School-University Partnership to Suffer From UC Budget Funding Cuts

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Campus-based outreach programs for underprivileged K-12 students will grapple with heavy funding cuts this year-a result of the recently approved state budget and increased skepticism from legislators on their effectiveness.

A large portion of the $7.6 million cut to UC will fall on the School-University Partnership Program, whereby UC Berkeley works with Bay Area high schools to provide students with academic enrichment programs, says UC spokesperson Brad Hayward.

ArtsBridge, an arts educational outreach program, will also lose a substantial proportion of its funding, he adds.

But other retention programs, such as UC Berkeley's Black Recruitment and Retention Center and RAZA Recruitment and Retention Center will "remain largely intact," says Richard Black, assistant vice chancellor for admissions and enrollment.

The budget cuts may limit opportunities for interaction with UC Berkeley students, academic enrichment and tutoring for K-12 students, says Gail Kaufman, director of School-University Partnership Program.

"We can't abandon the kids and commitment altogether," says David Stark, general director of Stiles Hall, a campus program which supports a number of tutoring and outreach programs. "But we can't provide what we were providing."

Bay Area Urban Debate, Poetry for the People, Break the Cycle and Project First are among the programs that will either suffer large cuts or will no longer receive university or state funding.

I Have a Dream, a mentoring program at McClymonds and Oakland Technical high schools, will lose $10,000 in funding from UC.

"I think this a life-changing program for myself," says UC Berkeley senior and mentor Jonathan Lim.

Lim says his work with the program has made positive changes in the children he mentors. He was paired with one student more than two years ago and has since established a close friendship with him.

"When I first started with him, he may not have gone on to the next grade level," Lim says. "He told me last month that he wants to go to college."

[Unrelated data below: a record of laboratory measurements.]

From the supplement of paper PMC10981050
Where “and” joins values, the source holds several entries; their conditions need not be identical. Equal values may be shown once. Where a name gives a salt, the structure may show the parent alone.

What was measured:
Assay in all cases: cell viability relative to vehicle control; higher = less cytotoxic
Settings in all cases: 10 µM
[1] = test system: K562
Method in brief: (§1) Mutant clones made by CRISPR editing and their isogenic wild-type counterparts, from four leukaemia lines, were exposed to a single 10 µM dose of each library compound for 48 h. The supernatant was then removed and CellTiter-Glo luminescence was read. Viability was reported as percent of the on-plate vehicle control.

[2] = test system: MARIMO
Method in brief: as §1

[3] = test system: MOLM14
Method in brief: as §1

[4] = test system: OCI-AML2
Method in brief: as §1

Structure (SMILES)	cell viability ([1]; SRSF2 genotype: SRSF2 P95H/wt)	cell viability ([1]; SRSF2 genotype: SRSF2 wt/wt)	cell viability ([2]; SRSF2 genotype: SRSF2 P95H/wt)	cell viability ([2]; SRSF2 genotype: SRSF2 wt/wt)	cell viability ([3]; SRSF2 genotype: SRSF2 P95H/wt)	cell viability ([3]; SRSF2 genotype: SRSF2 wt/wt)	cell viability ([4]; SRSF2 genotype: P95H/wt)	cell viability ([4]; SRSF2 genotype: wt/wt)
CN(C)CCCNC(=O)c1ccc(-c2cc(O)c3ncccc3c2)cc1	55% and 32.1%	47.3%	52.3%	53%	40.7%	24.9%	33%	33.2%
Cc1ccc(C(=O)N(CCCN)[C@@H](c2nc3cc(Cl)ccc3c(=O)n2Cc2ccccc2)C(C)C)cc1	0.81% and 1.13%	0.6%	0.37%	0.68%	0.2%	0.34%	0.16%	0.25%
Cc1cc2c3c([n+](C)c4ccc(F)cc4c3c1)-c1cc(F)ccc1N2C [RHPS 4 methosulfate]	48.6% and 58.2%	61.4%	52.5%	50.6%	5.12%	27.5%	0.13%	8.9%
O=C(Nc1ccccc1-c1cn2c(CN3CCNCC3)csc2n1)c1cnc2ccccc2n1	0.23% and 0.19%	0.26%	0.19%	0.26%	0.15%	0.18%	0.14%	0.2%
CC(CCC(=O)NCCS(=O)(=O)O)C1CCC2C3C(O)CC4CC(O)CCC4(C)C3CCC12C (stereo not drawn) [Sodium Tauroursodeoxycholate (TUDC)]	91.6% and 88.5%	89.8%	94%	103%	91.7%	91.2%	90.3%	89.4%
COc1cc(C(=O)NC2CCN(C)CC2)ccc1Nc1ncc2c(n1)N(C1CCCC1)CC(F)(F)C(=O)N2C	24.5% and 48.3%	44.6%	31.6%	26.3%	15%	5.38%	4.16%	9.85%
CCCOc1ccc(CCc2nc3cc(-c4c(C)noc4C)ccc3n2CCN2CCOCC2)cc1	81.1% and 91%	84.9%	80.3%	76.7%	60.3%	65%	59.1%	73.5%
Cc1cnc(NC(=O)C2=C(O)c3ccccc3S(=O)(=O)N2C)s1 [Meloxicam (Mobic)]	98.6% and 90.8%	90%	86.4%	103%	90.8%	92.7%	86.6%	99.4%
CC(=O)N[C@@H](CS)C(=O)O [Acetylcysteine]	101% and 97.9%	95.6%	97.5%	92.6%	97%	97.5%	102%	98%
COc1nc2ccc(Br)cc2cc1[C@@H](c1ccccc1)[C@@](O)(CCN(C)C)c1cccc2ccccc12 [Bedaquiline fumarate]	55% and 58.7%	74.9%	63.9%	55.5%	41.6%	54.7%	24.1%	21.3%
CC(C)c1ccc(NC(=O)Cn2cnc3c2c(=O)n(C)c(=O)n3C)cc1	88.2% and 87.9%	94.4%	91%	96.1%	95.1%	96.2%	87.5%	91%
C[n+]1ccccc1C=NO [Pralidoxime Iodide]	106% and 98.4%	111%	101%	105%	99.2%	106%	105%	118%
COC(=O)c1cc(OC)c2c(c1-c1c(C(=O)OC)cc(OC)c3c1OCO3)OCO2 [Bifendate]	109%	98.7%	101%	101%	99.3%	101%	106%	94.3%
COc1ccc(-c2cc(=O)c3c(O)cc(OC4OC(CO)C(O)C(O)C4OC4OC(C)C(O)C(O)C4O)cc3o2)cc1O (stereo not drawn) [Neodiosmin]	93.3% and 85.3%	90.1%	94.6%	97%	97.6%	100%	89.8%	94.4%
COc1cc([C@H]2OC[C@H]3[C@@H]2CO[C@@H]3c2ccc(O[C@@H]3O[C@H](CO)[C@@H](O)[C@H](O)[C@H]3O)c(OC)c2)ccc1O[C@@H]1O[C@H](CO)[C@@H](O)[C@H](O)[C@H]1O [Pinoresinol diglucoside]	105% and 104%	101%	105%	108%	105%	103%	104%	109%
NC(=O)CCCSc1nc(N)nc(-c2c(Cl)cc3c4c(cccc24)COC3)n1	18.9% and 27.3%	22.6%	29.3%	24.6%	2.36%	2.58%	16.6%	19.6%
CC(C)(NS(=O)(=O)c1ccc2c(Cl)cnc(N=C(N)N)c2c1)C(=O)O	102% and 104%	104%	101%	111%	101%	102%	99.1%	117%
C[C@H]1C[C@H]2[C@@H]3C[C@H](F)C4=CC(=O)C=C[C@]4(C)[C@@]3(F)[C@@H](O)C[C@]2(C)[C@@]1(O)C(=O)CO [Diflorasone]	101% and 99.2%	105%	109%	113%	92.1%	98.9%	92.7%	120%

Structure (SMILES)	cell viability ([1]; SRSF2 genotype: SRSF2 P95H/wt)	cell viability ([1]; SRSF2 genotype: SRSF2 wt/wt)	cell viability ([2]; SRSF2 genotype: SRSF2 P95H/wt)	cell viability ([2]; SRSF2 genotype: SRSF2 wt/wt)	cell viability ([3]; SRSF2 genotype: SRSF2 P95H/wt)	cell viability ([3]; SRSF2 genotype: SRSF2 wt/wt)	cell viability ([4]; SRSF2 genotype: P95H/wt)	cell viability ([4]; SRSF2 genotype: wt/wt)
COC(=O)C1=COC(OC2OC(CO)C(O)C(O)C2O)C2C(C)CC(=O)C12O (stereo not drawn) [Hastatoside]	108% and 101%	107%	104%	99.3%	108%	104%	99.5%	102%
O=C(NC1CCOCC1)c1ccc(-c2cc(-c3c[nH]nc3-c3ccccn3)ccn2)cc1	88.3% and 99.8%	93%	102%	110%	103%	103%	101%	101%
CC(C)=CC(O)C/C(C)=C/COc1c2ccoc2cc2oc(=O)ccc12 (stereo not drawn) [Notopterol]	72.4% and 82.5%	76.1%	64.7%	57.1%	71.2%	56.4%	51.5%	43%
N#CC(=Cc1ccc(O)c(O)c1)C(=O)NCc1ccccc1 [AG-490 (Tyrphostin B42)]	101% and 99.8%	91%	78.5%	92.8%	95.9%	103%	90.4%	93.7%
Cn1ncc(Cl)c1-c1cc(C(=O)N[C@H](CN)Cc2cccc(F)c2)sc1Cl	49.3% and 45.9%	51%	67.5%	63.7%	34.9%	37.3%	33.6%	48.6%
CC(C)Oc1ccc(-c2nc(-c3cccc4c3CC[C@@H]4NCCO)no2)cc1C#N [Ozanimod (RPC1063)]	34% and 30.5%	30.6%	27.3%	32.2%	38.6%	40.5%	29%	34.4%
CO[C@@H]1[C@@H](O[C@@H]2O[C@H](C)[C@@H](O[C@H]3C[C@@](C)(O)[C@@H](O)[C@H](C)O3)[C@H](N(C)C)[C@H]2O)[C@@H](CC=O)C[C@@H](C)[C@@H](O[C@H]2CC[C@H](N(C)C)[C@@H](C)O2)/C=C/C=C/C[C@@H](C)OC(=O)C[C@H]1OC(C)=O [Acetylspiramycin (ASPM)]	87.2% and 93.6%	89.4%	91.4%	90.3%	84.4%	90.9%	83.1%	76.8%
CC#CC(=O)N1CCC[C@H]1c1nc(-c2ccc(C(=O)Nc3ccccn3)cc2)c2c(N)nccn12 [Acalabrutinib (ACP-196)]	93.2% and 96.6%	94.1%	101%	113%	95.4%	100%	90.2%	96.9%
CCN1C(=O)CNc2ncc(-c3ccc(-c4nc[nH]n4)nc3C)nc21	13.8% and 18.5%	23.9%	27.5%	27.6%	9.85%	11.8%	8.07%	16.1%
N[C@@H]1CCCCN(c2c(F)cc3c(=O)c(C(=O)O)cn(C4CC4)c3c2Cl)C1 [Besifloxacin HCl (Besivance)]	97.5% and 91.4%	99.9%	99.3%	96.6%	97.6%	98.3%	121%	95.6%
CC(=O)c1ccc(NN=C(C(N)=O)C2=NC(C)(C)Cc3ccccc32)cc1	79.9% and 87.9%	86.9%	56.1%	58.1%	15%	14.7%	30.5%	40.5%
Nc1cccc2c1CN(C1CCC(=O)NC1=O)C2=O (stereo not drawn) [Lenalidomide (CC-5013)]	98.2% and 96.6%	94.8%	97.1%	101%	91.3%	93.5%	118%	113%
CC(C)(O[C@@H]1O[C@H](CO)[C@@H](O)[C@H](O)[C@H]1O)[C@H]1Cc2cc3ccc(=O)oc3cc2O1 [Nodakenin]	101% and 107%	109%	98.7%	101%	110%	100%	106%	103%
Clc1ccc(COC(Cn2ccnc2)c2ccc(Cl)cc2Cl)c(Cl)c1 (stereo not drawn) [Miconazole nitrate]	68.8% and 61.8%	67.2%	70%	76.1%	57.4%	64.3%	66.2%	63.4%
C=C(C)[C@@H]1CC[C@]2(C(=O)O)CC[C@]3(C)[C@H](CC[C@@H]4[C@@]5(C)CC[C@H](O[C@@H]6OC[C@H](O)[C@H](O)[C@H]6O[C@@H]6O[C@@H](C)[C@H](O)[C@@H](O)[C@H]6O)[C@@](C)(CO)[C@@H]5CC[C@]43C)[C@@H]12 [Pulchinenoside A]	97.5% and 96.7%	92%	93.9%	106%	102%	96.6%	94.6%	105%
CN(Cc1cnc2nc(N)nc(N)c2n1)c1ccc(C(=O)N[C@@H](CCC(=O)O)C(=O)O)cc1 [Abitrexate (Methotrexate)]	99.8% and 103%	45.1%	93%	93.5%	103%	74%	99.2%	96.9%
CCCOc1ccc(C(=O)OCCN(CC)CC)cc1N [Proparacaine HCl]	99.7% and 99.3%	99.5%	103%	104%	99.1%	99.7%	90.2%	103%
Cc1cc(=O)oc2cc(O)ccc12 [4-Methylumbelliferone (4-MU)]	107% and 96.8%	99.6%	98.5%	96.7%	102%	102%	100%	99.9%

In response to state budget cuts, programs are looking elsewhere for funding, including the federal government, faculty donations and private institutions, Black says.

Although the university has not been the sole funding source for outreach programs, university money constitutes a large portion of support, he adds.

The cut comes at a time when critics have been questioning the effectiveness of outreach programs, citing a lack of data showing that outreach efforts have had substantial impact on expanding access to higher education.

"Basic data is not forthcoming: the number of students in certain programs, the number of hours of service, and we think some of these are pretty easy to obtain," says Jennifer Kuhn, a senior fiscal and policy analyst for the California Legislative Analyst's Office. "We should have been getting better preliminary data, but we should not be quick to criticize them for not getting dramatic results."

But outreach program directors say expanding access to underserved youth is a long process and cannot be fixed with a quick solution.

"I think it's too short term at how they're looking for results," Stark says. "There are eight-year and 10-year programs, and in terms of making a real impact on disadvantaged youth, the only way you're going to have an impact is if you're with a kids over long periods time."

Kuhn says outreach programs across the state are inefficient because several agencies provide identical or similar services to students. Programs administered by high schools rather than UC may be more equipped to assess students' academic needs, she says.

Program directors, however, say the university is in a better position to show underprivileged students the benefits of a college degree and enable them access to higher education.

"There are many outreach programs because there's a tremendous need out there," Kaufman says. "It's a very strong message that UC Berkeley sends because we have faculty and undergraduate students working (at K-12 schools) on a regular basis."

Legislators are also concerned with the type of students who are being approached by outreach programs.

The demand for such programs from disadvantaged youth is high, Stark says. Many waiting lists are four times as long as the available space, he adds.

"We have many underserved schools in the local area and therefore, we've concentrated our resources on them," Black says.

But Kuhn says UC must redirect its recruitment policy to prioritize targeting students who would not consider going to college, Kuhn says.

"Let's not just get students with 3.5 GPA's," she adds. "But let's get the students who might otherwise not to go college to go to any UC campus or CSU campus."


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